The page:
November 11, 2018 will be the 100th anniversary of the end of the Great War which is now known as World War I. Staunton’s own, Woodrow Wilson, declared November 11 as Armistice Day as this was the day that fighting between Germany and the United States ended. On this day of remembrance for all Veterans, we give thanks to our living veterans who served the United States during war or peacetime. Several local organizations in the Staunton area have come together to plan for a week long commemoration of World War I and to celebrate our Veterans of all wars. Please plan to attend the many events being offered in our area.
Special Thank you to the Community Foundation of the Blue Ridge, First Presbyterian Church of Staunton, and the Woodrow Wilson Presidential Library for underwriting the promotion of these events.
The Waynesboro Symphony Orchestra is pleased to join the Woodrow Wilson Presidential Library in presenting the inaugural concert of a week-long series of events commemorating the centennial of Armistice Day — the official end of World War I. The program will feature works inspired by and/or composed during or just following the Great War by Elgar, Fauré, Holst, and Korngold as well as patriotic selections by Bagley, Gould, and Sousa that were known to rally the Nation on behalf of our troops. Renowned concert cellist Jennifer Kloetzel will be the featured soloist. The concert will take place at First Presbyterian Church in Staunton, Virginia on Monday, November 5 at 7:00 PM. Admission is free, tickets are not required, and donations are welcome and greatly appreciated. For more information about the Waynesboro Symphony Orchestra, please visit our website at wsomusic.org.
Join WWPL President Robin von Seldeneck as she interviews President Woodrow Wilson (portrayed by Judd Bankert). Robin will interview the President on a range of topics and the audience will have an opportunity to ask questions as well.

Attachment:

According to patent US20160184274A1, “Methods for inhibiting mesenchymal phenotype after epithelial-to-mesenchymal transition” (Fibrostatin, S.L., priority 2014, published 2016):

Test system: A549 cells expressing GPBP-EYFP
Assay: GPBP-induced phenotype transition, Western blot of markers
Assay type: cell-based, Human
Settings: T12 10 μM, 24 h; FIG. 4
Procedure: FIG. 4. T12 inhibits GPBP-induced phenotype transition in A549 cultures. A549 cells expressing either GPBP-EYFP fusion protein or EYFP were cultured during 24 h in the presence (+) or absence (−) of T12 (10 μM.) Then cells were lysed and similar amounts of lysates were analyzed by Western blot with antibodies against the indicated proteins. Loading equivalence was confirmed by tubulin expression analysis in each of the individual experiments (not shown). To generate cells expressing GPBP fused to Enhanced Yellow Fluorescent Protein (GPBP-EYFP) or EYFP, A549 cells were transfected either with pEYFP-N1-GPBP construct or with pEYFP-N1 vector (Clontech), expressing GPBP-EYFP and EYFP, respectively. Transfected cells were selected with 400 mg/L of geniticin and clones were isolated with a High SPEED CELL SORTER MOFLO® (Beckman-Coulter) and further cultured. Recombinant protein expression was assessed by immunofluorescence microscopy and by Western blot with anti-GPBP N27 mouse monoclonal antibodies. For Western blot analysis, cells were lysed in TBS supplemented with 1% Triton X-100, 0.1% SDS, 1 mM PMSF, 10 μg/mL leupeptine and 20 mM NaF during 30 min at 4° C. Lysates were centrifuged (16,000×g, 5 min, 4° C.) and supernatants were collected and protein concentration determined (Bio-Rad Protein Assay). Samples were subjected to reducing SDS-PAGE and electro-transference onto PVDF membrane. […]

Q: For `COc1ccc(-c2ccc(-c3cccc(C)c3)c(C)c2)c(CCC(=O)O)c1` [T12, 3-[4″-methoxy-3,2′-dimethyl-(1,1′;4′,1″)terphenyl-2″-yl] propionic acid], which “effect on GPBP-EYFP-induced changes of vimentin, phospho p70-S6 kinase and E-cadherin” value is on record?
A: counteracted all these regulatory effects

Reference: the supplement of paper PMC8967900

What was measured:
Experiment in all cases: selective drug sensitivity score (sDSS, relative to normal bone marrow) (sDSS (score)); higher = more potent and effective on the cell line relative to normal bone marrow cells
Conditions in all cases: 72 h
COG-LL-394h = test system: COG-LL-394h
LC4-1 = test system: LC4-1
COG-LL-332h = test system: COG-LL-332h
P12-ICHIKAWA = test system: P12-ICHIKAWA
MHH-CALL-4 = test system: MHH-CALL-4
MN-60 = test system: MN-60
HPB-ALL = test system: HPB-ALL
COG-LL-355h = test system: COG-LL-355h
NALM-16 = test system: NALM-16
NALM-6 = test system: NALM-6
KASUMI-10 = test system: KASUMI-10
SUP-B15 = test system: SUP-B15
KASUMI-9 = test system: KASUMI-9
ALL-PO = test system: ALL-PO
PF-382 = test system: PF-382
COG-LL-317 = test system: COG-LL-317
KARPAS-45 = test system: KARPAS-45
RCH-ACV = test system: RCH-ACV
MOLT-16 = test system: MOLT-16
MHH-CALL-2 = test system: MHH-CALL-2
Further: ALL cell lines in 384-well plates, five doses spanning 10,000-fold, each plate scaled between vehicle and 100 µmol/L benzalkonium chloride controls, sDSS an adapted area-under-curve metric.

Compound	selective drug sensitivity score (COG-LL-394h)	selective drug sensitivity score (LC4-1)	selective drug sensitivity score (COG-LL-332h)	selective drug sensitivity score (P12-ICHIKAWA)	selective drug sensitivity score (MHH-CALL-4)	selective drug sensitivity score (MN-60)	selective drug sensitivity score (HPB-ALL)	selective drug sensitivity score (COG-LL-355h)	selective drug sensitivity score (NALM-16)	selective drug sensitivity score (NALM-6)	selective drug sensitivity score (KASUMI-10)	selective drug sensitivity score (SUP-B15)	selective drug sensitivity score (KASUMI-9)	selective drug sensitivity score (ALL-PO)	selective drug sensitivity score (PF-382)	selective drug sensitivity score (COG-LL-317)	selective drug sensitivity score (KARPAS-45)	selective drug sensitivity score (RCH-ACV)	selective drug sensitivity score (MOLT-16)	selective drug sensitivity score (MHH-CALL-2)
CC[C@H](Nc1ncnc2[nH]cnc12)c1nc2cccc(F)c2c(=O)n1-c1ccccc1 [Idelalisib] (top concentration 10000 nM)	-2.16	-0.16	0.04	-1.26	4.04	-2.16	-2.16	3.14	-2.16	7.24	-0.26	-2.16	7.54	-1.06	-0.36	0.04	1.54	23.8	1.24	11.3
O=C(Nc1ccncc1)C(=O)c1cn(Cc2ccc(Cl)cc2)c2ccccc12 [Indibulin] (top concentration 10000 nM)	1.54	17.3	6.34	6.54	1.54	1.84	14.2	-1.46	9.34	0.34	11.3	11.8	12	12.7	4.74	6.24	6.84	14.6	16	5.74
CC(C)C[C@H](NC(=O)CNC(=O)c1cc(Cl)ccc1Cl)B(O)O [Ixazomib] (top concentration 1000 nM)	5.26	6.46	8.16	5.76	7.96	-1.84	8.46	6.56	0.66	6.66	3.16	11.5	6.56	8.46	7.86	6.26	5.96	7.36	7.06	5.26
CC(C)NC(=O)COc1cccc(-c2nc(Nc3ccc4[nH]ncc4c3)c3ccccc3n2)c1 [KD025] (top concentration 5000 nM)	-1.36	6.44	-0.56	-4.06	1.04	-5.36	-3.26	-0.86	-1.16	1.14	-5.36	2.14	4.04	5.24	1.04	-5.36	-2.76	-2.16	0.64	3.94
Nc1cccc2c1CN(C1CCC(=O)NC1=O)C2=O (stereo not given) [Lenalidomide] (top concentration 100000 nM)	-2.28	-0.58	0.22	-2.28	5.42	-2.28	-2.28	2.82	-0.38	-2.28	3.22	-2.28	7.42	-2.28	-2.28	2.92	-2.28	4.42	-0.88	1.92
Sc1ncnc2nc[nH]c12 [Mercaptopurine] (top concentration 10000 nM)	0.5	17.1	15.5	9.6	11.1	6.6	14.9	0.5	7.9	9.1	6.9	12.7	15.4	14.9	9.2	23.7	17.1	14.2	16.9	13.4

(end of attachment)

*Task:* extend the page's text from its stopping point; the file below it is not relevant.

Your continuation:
The Ovation Singers is a Staunton based choral group created in 1985 to serve the specific needs of its audiences. Performing educational, historical, seasonal and entertaining concerts, using many of their own special musical arrangements, they offer programs relevant to the audiences' themes and events.
In this celebration of the 100th anniversary of The Great War Armistice, they will present a concert of music associated with the War and Staunton's own unique association with it.
Singing for festivals, celebrations, and civic or church events, they have become the Valley’s musical ambassadors, with appearances throughout Virginia, from Yorktown to The Homestead.
Caitlyn Alexander is a MBU student majoring in Anthropology/Sociology with a minor in Criminal Justice Nancy Sorrells is a local historian and author. She sits on the Augusta County Historical Society Board and edits the society's history journal. Caitlyn is currently an ACHS intern where she is doing research on the influenza outbreak.
Trumpet: Greg Corder and Brad Arnold
French Horn: Keith Smith
Trombone: Pete Echols
Tuba: Gordon Roberts
Mary Baldwin Choir - David Tate, Conductor
Jihye Lovelace, pianist
In a career that has spanned more than 40 years, Charles Culbertson has worked as a journalist, theater reviewer, historian, publisher, editor and public relations specialist. He is perhaps best known for his series of books focusing on the history of Staunton, Virginia. Some of his most popular works include "The Staunton, Virginia Anthology," "Staunton, Virginia: A Treasury of Historic Tales” (volumes 1 and 2)" and "Forgotten Hero: The Story of Jack Manch”.
Historians and authors Gregg Clemmer and Nancy Sorrells will tell the stories of their family’s almost forgotten soldiers – two local boys (Ashby Forrest Painter and Herman Leonard Clemmer) who represent the thousands of young men who went off to serve their country in WWI and never returned home. And, while the stories of the two men are typical of those who served in World War I, the twisting, turning detective work needed to uncover the facts are somewhat unusual. Clemmer’s story comes via a framed photograph found in a trash pile in Nebraska. Painter’s tale was uncovered on a nearly 70-year-old quilt in North Carolina.
The Stonewall Brigade Band is the oldest-continuous among over 2,000 community bands in the nation. Initially formed as a brass band, we have grown and changed into a community concert band with the usual woodwind, brass, and percussion instruments, averaging 70 playing members (out of about 100 on the active roll) on each Summer concert. Our age range is 12 through 85. The band has had well over 1000 members during its long history. Our members come from several Shenandoah Valley cities and counties, and other areas of the Virginia and West Virginia.
Edmund is a native of Lynchburg, Virginia and the Curator of the 116th Infantry Regiment Foundation’s Stonewall Brigade Museum in Verona. Dr. Potter also teaches at Piedmont Virginia Community College and for the United States Air Force Graduate Program. He is an expert in World War I and earned his PhD from Auburn and his Masters from UVA.